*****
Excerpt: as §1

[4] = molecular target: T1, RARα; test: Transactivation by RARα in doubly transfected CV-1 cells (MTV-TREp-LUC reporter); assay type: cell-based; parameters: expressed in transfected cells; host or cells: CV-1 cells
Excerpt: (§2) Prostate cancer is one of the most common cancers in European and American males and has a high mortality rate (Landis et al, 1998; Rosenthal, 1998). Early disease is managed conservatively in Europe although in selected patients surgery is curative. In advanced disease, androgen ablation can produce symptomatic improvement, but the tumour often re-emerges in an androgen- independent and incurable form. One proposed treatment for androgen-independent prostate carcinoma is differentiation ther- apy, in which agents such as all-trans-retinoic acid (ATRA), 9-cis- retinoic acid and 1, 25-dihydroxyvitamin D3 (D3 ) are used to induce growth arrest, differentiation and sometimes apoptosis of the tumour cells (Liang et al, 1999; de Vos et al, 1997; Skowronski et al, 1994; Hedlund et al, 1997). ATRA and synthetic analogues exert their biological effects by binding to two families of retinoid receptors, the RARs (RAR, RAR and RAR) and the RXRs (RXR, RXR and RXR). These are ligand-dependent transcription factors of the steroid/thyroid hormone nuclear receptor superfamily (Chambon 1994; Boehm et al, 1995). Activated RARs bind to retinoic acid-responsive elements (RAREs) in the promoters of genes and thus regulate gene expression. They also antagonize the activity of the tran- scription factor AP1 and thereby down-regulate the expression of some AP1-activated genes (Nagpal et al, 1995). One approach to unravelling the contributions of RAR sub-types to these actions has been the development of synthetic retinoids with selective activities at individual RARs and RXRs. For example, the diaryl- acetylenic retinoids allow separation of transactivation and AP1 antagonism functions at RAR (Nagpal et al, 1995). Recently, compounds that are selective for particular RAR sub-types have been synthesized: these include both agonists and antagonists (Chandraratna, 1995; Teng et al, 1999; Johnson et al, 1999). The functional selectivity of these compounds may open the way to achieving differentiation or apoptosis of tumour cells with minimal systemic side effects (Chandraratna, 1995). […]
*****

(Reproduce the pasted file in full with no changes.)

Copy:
Excerpt: as §1

[4] = molecular target: T1, RARα; test: Transactivation by RARα in doubly transfected CV-1 cells (MTV-TREp-LUC reporter); assay type: cell-based; parameters: expressed in transfected cells; host or cells: CV-1 cells
Excerpt: (§2) Prostate cancer is one of the most common cancers in European and American males and has a high mortality rate (Landis et al, 1998; Rosenthal, 1998). Early disease is managed conservatively in Europe although in selected patients surgery is curative. In advanced disease, androgen ablation can produce symptomatic improvement, but the tumour often re-emerges in an androgen- independent and incurable form. One proposed treatment for androgen-independent prostate carcinoma is differentiation ther- apy, in which agents such as all-trans-retinoic acid (ATRA), 9-cis- retinoic acid and 1, 25-dihydroxyvitamin D3 (D3 ) are used to induce growth arrest, differentiation and sometimes apoptosis of the tumour cells (Liang et al, 1999; de Vos et al, 1997; Skowronski et al, 1994; Hedlund et al, 1997). ATRA and synthetic analogues exert their biological effects by binding to two families of retinoid receptors, the RARs (RAR, RAR and RAR) and the RXRs (RXR, RXR and RXR). These are ligand-dependent transcription factors of the steroid/thyroid hormone nuclear receptor superfamily (Chambon 1994; Boehm et al, 1995). Activated RARs bind to retinoic acid-responsive elements (RAREs) in the promoters of genes and thus regulate gene expression. They also antagonize the activity of the tran- scription factor AP1 and thereby down-regulate the expression of some AP1-activated genes (Nagpal et al, 1995). One approach to unravelling the contributions of RAR sub-types to these actions has been the development of synthetic retinoids with selective activities at individual RARs and RXRs. For example, the diaryl- acetylenic retinoids allow separation of transactivation and AP1 antagonism functions at RAR (Nagpal et al, 1995). Recently, compounds that are selective for particular RAR sub-types have been synthesized: these include both agonists and antagonists (Chandraratna, 1995; Teng et al, 1999; Johnson et al, 1999). The functional selectivity of these compounds may open the way to achieving differentiation or apoptosis of tumour cells with minimal systemic side effects (Chandraratna, 1995). […]